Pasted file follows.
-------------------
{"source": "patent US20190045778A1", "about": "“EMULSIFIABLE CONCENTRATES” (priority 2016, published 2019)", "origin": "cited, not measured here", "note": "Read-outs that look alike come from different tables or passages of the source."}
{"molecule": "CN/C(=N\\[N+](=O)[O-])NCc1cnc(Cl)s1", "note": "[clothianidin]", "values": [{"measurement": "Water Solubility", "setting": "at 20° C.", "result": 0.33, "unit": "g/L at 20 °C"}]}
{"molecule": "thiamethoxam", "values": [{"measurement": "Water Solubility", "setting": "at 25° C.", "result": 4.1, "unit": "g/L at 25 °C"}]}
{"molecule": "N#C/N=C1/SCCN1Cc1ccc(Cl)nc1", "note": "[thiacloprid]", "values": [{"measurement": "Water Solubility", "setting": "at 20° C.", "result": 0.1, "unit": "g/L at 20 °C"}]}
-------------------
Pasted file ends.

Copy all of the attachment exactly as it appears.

{"source": "patent US20190045778A1", "about": "“EMULSIFIABLE CONCENTRATES” (priority 2016, published 2019)", "origin": "cited, not measured here", "note": "Read-outs that look alike come from different tables or passages of the source."}
{"molecule": "CN/C(=N\\[N+](=O)[O-])NCc1cnc(Cl)s1", "note": "[clothianidin]", "values": [{"measurement": "Water Solubility", "setting": "at 20° C.", "result": 0.33, "unit": "g/L at 20 °C"}]}
{"molecule": "thiamethoxam", "values": [{"measurement": "Water Solubility", "setting": "at 25° C.", "result": 4.1, "unit": "g/L at 25 °C"}]}
{"molecule": "N#C/N=C1/SCCN1Cc1ccc(Cl)nc1", "note": "[thiacloprid]", "values": [{"measurement": "Water Solubility", "setting": "at 20° C.", "result": 0.1, "unit": "g/L at 20 °C"}]}